The exhibitions and receptions are free and open to the public and take place in the Thompson Gallery of the Roe Art Building. Thompson Gallery hours are 9 a.m.-5 p.m., Monday through Friday. Face coverings are required.
Friday, Nov. 5-Wednesday, Dec. 8
Reception: Thursday, Dec. 2, 6-7:30 p.m.
In Ancient Greece, groups of individuals would cover their faces, get drunk and parade around in celebration in what is known as a komos. This work is May’s masked, drunken procession of images that tell the story of the career of a powerful individual, who ultimately uses their authority for good. “Komos” uses cultural references, garden imagery, and traditional narrative devices to share this story in an abstruse manner.
“The details of the story are hidden,” said May, an assistant professor of art at Furman. “We don’t know things like the character’s name or ethnicity. Being vague with these details allows the concepts to be more ubiquitous. Specifics of the story are told metaphorically, for example, I use references like Persephone and Cerberus. It is assumed that these canonical stories are accessible to the viewer and suggest both the overpowering control of Cerberus and the anticipation of new life from Persephone,” May added.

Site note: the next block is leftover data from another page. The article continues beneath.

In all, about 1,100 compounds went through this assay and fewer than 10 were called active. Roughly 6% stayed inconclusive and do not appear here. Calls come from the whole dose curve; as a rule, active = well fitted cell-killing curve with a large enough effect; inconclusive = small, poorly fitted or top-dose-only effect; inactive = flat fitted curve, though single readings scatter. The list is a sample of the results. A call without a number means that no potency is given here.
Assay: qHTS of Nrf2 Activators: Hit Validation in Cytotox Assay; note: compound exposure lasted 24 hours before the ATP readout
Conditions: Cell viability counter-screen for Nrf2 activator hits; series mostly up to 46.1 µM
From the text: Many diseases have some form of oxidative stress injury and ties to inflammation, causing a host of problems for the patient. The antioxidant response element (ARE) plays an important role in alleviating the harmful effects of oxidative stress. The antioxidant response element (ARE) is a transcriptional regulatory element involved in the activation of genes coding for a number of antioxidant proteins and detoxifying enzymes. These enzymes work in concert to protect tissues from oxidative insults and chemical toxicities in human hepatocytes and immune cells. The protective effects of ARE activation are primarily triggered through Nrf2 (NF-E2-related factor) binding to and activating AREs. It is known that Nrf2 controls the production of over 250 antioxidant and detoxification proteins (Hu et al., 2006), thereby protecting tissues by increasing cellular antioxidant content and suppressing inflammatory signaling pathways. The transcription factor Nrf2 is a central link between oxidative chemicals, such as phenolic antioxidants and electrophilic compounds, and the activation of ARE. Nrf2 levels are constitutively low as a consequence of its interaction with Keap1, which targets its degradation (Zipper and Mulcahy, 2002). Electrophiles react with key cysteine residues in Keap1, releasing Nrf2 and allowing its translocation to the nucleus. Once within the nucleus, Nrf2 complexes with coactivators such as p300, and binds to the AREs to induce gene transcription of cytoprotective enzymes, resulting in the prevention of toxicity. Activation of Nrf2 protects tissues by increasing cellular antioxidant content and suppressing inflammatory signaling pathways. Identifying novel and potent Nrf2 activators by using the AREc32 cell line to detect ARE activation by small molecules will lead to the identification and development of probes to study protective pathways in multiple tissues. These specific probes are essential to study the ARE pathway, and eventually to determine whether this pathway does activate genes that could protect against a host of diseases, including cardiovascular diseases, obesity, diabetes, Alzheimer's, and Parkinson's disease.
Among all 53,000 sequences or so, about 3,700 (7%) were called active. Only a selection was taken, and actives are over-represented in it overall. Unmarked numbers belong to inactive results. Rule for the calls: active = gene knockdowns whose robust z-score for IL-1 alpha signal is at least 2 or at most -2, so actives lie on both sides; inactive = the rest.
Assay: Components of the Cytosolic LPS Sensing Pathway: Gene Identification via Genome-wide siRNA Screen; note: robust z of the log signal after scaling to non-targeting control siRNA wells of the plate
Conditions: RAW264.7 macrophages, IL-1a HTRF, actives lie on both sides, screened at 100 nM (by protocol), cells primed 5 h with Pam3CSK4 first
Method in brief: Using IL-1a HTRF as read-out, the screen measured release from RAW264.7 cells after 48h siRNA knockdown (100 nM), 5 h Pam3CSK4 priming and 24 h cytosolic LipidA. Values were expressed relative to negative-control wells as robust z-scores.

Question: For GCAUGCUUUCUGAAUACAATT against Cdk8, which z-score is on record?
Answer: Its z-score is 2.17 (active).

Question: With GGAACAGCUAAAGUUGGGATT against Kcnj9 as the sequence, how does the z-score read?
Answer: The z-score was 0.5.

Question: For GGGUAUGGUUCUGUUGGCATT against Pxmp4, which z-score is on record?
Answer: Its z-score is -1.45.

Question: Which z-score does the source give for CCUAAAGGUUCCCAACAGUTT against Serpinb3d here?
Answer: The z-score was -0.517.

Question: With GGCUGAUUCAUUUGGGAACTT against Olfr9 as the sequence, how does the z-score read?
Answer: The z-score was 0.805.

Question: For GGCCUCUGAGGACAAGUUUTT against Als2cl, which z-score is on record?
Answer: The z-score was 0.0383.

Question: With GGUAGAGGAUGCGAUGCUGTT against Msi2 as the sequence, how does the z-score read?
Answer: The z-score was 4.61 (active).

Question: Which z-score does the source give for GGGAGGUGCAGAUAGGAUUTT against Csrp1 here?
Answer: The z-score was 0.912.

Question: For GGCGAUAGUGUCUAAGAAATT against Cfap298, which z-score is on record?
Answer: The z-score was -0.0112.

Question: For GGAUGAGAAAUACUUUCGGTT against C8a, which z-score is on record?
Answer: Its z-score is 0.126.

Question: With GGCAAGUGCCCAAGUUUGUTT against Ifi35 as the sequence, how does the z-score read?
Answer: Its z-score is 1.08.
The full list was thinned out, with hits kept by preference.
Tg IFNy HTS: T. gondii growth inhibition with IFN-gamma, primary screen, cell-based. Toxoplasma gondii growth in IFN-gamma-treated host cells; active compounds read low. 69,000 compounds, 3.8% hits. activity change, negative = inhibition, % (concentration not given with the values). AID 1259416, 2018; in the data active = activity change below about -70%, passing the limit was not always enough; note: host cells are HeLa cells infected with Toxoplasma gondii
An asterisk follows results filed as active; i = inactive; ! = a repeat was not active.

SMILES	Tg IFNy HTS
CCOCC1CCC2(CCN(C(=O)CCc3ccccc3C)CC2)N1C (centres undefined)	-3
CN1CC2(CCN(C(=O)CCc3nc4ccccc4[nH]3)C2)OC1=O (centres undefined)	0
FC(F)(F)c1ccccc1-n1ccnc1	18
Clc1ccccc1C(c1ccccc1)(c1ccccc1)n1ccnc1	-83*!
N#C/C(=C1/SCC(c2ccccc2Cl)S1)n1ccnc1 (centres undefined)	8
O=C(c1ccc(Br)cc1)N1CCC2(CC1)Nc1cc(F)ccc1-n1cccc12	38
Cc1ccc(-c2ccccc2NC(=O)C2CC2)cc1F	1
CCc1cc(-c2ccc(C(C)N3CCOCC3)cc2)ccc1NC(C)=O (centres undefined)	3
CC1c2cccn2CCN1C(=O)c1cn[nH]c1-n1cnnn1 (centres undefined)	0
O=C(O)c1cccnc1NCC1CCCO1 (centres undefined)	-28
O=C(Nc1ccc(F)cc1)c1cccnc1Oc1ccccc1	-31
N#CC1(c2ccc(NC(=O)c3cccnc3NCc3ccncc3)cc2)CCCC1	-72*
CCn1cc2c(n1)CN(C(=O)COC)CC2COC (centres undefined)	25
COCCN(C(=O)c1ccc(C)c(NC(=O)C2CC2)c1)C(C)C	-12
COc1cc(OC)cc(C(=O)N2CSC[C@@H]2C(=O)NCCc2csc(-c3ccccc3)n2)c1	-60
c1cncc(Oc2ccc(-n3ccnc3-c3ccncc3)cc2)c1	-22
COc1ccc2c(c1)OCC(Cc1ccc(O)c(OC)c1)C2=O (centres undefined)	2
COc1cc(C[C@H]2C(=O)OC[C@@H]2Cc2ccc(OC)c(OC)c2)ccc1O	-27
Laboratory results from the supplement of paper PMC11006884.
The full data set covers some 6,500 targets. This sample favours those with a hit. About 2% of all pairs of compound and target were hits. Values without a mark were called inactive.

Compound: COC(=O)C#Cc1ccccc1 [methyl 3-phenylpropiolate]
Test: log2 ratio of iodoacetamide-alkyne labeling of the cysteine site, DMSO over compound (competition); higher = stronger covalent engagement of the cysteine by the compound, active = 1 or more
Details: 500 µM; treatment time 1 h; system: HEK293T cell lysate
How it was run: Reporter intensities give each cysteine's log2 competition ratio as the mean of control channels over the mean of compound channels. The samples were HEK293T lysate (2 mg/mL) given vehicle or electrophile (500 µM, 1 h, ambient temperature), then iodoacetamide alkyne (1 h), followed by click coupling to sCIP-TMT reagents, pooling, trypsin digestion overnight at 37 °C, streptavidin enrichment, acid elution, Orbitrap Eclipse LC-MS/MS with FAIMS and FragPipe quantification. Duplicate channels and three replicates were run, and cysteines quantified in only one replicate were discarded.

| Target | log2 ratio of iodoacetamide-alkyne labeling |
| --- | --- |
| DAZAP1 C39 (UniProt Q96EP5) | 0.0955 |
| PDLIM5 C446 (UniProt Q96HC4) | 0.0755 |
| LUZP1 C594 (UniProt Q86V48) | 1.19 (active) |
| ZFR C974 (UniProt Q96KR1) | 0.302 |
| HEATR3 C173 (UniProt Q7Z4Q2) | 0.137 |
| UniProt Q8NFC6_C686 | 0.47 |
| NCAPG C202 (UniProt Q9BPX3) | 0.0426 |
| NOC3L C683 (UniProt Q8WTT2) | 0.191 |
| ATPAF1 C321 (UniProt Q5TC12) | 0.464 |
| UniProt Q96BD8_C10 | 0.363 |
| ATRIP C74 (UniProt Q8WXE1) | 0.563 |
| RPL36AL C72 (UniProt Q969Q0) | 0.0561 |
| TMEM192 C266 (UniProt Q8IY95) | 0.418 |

May received his Bachelor of Fine Arts in painting from Ball State University. Upon graduation, he held several roles in a direct care capacity for children with special needs, young adults with criminal records, and adults with mental illnesses. He received his Master of Fine Arts in painting from Miami University (Ohio) and has since been teaching painting, drawing, foundations and capstone classes while maintaining an active exhibition record.